On Jan. 30, 2017, Iran tested a new ballistic missile, seemingly the long-range Khorramshahr. In response, the White House announced sanctions against 25 Iranian individuals and companies. It’s a small reaction to an extraordinary provocation that rips away the curtain obscuring America’s foreign-policy decisions, past and present.
The past first. Sen. Bob Corker (R-Tenn.) congratulated the White House on the sanctions, which was a little hypocritical since he was one of the people who caused the problem in the first place.
In negotiating the secret Iran deal, President Barack Obama took the position that it wasn’t a treaty and therefore didn’t require Senate ratification under the Constitution. Had it been a treaty, Obama would’ve needed two-thirds of the upper chamber’s votes — which he wouldn’t have gotten.
Instead, Corker flipped the procedure around with a motion to condemn the treaty, which would’ve required a two-thirds vote to override a presidential veto. That wasn’t going to happen, so Obama got his treaty.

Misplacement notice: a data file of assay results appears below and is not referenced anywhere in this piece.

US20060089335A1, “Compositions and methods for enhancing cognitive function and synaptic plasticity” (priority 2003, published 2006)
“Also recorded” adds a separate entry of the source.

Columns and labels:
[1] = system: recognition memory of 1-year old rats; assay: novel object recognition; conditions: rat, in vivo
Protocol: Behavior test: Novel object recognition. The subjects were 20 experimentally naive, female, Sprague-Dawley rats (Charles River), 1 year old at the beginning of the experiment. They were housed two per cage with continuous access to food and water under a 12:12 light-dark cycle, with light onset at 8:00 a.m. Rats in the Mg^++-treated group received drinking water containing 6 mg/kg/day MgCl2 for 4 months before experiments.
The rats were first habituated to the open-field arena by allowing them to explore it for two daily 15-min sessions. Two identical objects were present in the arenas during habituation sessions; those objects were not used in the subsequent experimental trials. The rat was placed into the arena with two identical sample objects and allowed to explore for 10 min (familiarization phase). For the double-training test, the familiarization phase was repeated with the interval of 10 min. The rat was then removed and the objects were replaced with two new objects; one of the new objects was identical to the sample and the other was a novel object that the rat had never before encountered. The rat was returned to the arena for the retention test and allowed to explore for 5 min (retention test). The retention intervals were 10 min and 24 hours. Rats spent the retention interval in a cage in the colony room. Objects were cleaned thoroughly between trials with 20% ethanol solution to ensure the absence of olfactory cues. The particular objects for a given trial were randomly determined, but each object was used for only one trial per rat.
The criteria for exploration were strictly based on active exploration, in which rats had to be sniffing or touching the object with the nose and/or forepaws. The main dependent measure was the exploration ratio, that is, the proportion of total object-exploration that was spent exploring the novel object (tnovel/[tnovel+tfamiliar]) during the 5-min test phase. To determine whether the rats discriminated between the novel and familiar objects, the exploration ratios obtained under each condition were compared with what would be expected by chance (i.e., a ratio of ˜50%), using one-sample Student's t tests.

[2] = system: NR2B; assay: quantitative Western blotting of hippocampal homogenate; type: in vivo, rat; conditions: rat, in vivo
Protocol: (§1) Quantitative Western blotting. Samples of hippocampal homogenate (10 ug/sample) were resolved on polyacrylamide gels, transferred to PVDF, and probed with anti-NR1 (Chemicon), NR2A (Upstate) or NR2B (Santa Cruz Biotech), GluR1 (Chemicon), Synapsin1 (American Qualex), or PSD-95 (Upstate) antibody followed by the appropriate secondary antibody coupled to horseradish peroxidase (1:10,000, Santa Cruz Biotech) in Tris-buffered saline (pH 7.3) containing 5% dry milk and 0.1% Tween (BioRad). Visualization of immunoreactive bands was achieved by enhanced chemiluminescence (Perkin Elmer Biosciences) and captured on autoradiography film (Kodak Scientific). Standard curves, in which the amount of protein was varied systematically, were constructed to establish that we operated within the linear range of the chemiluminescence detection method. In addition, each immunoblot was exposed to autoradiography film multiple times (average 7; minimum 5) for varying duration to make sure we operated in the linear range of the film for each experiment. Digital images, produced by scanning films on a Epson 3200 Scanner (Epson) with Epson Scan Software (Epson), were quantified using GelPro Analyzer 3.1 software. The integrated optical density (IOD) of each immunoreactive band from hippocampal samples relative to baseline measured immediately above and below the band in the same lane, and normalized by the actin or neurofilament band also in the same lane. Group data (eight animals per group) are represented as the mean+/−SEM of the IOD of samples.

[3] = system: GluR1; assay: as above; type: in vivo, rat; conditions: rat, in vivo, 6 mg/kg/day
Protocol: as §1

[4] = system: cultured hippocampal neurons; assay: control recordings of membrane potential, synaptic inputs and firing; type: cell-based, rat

But what was in the treaty? Ah, that was the great thing. No one knew. And now the Iranians are telling us that Obama secretly promised them they could build ballistic missiles capable of a 2,000-mile flight.
Why that number? Because the Iranians insisted they wanted to be able to strike every part of Israel, and the European members of the six-party Iran talks — Germany, France and Britain — didn’t mind so long as Iran couldn’t build longer-range missiles that could reach them. No skin off their noses if Israel were destroyed.
Now here’s where it gets interesting. The administration thought the Iranian missile launched last month was a medium-range Shahab missile (postmarked Israel-only). It seems to have taken that from a speech by Iranian Defense Minister Hossein Dehghan last September.
The problem is, that’s not what Dehghan said, according to the Middle East Media Research Institute. The Iranians have been phasing out the Shahab missile, and what he was referring to were long-range missiles such as the Khorramshahr, which he said would be operational by March 2017, along with similar long-range surface-to-surface missiles.
The new missiles have a range of 2,500 to 5,000 miles and could easily reach all of Europe. Add a range of another 500 miles and that includes Boston. At the same time that we gave Iran the green light for its nuclear program, we gave it the means to attack us.
Lest any doubt remain, we watered down a UN Security Council resolution that might have gotten in the way.